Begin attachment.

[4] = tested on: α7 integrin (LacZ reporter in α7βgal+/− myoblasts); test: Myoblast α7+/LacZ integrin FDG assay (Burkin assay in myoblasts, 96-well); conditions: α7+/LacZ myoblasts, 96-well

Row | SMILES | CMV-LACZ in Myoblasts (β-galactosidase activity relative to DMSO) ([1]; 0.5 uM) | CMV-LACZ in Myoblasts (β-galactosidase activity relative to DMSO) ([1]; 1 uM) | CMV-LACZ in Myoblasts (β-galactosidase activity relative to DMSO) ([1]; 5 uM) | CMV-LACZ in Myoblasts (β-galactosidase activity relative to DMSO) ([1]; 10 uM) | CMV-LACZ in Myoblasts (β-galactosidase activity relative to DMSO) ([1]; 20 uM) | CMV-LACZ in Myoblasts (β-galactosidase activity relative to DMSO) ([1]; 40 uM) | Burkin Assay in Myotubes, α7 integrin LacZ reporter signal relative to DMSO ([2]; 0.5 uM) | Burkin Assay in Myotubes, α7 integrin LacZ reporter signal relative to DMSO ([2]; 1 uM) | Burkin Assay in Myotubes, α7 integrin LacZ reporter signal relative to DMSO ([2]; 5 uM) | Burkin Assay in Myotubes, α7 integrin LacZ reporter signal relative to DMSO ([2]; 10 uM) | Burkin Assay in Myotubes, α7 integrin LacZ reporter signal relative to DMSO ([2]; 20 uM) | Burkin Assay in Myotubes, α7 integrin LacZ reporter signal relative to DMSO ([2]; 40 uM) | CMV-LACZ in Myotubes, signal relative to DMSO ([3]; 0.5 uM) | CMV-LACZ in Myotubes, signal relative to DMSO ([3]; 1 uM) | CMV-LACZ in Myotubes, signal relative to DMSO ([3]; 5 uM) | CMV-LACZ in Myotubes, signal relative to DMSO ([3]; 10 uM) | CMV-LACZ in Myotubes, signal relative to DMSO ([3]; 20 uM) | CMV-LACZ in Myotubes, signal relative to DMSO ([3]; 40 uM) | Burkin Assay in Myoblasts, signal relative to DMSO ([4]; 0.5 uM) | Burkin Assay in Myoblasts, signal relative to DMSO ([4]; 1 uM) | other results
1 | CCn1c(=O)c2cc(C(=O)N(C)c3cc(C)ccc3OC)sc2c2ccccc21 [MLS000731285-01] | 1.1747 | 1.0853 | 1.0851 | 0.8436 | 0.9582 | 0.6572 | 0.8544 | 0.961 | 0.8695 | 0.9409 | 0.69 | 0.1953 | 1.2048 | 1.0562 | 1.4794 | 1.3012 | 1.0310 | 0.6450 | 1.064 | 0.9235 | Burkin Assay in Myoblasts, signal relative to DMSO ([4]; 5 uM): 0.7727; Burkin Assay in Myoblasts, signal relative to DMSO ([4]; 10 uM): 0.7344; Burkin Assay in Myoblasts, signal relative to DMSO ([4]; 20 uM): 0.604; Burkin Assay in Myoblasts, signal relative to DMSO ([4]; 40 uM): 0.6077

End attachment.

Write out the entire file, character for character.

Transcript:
[4] = tested on: α7 integrin (LacZ reporter in α7βgal+/− myoblasts); test: Myoblast α7+/LacZ integrin FDG assay (Burkin assay in myoblasts, 96-well); conditions: α7+/LacZ myoblasts, 96-well

Row | SMILES | CMV-LACZ in Myoblasts (β-galactosidase activity relative to DMSO) ([1]; 0.5 uM) | CMV-LACZ in Myoblasts (β-galactosidase activity relative to DMSO) ([1]; 1 uM) | CMV-LACZ in Myoblasts (β-galactosidase activity relative to DMSO) ([1]; 5 uM) | CMV-LACZ in Myoblasts (β-galactosidase activity relative to DMSO) ([1]; 10 uM) | CMV-LACZ in Myoblasts (β-galactosidase activity relative to DMSO) ([1]; 20 uM) | CMV-LACZ in Myoblasts (β-galactosidase activity relative to DMSO) ([1]; 40 uM) | Burkin Assay in Myotubes, α7 integrin LacZ reporter signal relative to DMSO ([2]; 0.5 uM) | Burkin Assay in Myotubes, α7 integrin LacZ reporter signal relative to DMSO ([2]; 1 uM) | Burkin Assay in Myotubes, α7 integrin LacZ reporter signal relative to DMSO ([2]; 5 uM) | Burkin Assay in Myotubes, α7 integrin LacZ reporter signal relative to DMSO ([2]; 10 uM) | Burkin Assay in Myotubes, α7 integrin LacZ reporter signal relative to DMSO ([2]; 20 uM) | Burkin Assay in Myotubes, α7 integrin LacZ reporter signal relative to DMSO ([2]; 40 uM) | CMV-LACZ in Myotubes, signal relative to DMSO ([3]; 0.5 uM) | CMV-LACZ in Myotubes, signal relative to DMSO ([3]; 1 uM) | CMV-LACZ in Myotubes, signal relative to DMSO ([3]; 5 uM) | CMV-LACZ in Myotubes, signal relative to DMSO ([3]; 10 uM) | CMV-LACZ in Myotubes, signal relative to DMSO ([3]; 20 uM) | CMV-LACZ in Myotubes, signal relative to DMSO ([3]; 40 uM) | Burkin Assay in Myoblasts, signal relative to DMSO ([4]; 0.5 uM) | Burkin Assay in Myoblasts, signal relative to DMSO ([4]; 1 uM) | other results
1 | CCn1c(=O)c2cc(C(=O)N(C)c3cc(C)ccc3OC)sc2c2ccccc21 [MLS000731285-01] | 1.1747 | 1.0853 | 1.0851 | 0.8436 | 0.9582 | 0.6572 | 0.8544 | 0.961 | 0.8695 | 0.9409 | 0.69 | 0.1953 | 1.2048 | 1.0562 | 1.4794 | 1.3012 | 1.0310 | 0.6450 | 1.064 | 0.9235 | Burkin Assay in Myoblasts, signal relative to DMSO ([4]; 5 uM): 0.7727; Burkin Assay in Myoblasts, signal relative to DMSO ([4]; 10 uM): 0.7344; Burkin Assay in Myoblasts, signal relative to DMSO ([4]; 20 uM): 0.604; Burkin Assay in Myoblasts, signal relative to DMSO ([4]; 40 uM): 0.6077